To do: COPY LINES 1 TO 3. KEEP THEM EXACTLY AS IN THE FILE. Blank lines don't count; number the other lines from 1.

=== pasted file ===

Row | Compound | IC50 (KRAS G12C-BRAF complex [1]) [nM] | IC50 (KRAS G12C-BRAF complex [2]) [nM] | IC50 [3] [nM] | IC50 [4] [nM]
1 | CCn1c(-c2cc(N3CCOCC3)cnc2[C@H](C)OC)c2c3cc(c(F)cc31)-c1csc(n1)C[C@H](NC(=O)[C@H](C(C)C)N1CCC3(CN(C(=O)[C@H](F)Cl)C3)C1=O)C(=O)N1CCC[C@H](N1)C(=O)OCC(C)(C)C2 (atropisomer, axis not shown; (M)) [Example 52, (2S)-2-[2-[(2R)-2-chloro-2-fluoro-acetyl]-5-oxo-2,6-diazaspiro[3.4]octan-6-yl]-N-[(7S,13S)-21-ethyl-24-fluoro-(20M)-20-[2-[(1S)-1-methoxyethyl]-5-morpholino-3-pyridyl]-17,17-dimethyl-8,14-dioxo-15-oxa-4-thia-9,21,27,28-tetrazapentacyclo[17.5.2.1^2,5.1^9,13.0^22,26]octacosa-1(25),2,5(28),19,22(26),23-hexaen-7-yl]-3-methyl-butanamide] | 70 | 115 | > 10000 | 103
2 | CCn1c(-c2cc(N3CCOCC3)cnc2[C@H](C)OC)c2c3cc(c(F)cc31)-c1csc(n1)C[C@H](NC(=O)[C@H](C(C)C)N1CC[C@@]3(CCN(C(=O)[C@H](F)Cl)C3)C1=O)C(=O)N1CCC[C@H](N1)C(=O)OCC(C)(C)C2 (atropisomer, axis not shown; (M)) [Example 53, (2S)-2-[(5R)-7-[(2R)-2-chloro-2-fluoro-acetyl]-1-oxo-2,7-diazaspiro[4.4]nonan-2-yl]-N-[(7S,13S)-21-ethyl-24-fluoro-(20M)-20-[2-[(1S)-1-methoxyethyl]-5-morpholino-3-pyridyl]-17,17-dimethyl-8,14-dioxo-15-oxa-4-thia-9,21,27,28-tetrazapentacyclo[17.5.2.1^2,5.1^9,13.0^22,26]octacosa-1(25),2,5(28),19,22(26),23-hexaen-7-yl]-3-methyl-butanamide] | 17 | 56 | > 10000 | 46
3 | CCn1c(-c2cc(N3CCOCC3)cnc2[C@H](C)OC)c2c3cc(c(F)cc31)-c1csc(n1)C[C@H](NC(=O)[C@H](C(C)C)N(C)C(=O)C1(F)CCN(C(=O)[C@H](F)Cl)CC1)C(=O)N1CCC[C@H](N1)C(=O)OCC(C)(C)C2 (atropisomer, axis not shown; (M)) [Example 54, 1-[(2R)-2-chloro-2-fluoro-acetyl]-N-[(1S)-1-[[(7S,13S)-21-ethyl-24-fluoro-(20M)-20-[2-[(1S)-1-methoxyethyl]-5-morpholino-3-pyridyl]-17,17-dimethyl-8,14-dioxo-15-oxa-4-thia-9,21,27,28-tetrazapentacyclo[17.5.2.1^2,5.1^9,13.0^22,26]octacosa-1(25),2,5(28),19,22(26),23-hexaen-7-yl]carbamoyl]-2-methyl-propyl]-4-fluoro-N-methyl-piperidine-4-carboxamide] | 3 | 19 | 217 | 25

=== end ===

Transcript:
Row | Compound | IC50 (KRAS G12C-BRAF complex [1]) [nM] | IC50 (KRAS G12C-BRAF complex [2]) [nM] | IC50 [3] [nM] | IC50 [4] [nM]
1 | CCn1c(-c2cc(N3CCOCC3)cnc2[C@H](C)OC)c2c3cc(c(F)cc31)-c1csc(n1)C[C@H](NC(=O)[C@H](C(C)C)N1CCC3(CN(C(=O)[C@H](F)Cl)C3)C1=O)C(=O)N1CCC[C@H](N1)C(=O)OCC(C)(C)C2 (atropisomer, axis not shown; (M)) [Example 52, (2S)-2-[2-[(2R)-2-chloro-2-fluoro-acetyl]-5-oxo-2,6-diazaspiro[3.4]octan-6-yl]-N-[(7S,13S)-21-ethyl-24-fluoro-(20M)-20-[2-[(1S)-1-methoxyethyl]-5-morpholino-3-pyridyl]-17,17-dimethyl-8,14-dioxo-15-oxa-4-thia-9,21,27,28-tetrazapentacyclo[17.5.2.1^2,5.1^9,13.0^22,26]octacosa-1(25),2,5(28),19,22(26),23-hexaen-7-yl]-3-methyl-butanamide] | 70 | 115 | > 10000 | 103
2 | CCn1c(-c2cc(N3CCOCC3)cnc2[C@H](C)OC)c2c3cc(c(F)cc31)-c1csc(n1)C[C@H](NC(=O)[C@H](C(C)C)N1CC[C@@]3(CCN(C(=O)[C@H](F)Cl)C3)C1=O)C(=O)N1CCC[C@H](N1)C(=O)OCC(C)(C)C2 (atropisomer, axis not shown; (M)) [Example 53, (2S)-2-[(5R)-7-[(2R)-2-chloro-2-fluoro-acetyl]-1-oxo-2,7-diazaspiro[4.4]nonan-2-yl]-N-[(7S,13S)-21-ethyl-24-fluoro-(20M)-20-[2-[(1S)-1-methoxyethyl]-5-morpholino-3-pyridyl]-17,17-dimethyl-8,14-dioxo-15-oxa-4-thia-9,21,27,28-tetrazapentacyclo[17.5.2.1^2,5.1^9,13.0^22,26]octacosa-1(25),2,5(28),19,22(26),23-hexaen-7-yl]-3-methyl-butanamide] | 17 | 56 | > 10000 | 46